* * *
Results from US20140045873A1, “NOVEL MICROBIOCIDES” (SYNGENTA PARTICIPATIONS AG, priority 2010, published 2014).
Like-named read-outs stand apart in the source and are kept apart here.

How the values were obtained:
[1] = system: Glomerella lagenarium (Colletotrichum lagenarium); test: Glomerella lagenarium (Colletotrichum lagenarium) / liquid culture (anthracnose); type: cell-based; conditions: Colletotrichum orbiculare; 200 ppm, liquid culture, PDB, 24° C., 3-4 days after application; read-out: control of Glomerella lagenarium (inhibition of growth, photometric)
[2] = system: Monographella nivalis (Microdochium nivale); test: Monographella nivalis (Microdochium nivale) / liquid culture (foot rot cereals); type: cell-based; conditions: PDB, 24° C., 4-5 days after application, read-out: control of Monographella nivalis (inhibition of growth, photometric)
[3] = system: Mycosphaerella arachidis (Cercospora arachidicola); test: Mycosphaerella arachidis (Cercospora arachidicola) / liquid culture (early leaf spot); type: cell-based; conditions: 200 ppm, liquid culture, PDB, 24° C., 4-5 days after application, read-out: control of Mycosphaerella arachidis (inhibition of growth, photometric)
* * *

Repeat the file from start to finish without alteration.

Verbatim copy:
Results from US20140045873A1, “NOVEL MICROBIOCIDES” (SYNGENTA PARTICIPATIONS AG, priority 2010, published 2014).
Like-named read-outs stand apart in the source and are kept apart here.

How the values were obtained:
[1] = system: Glomerella lagenarium (Colletotrichum lagenarium); test: Glomerella lagenarium (Colletotrichum lagenarium) / liquid culture (anthracnose); type: cell-based; conditions: Colletotrichum orbiculare; 200 ppm, liquid culture, PDB, 24° C., 3-4 days after application; read-out: control of Glomerella lagenarium (inhibition of growth, photometric)
[2] = system: Monographella nivalis (Microdochium nivale); test: Monographella nivalis (Microdochium nivale) / liquid culture (foot rot cereals); type: cell-based; conditions: PDB, 24° C., 4-5 days after application, read-out: control of Monographella nivalis (inhibition of growth, photometric)
[3] = system: Mycosphaerella arachidis (Cercospora arachidicola); test: Mycosphaerella arachidis (Cercospora arachidicola) / liquid culture (early leaf spot); type: cell-based; conditions: 200 ppm, liquid culture, PDB, 24° C., 4-5 days after application, read-out: control of Mycosphaerella arachidis (inhibition of growth, photometric)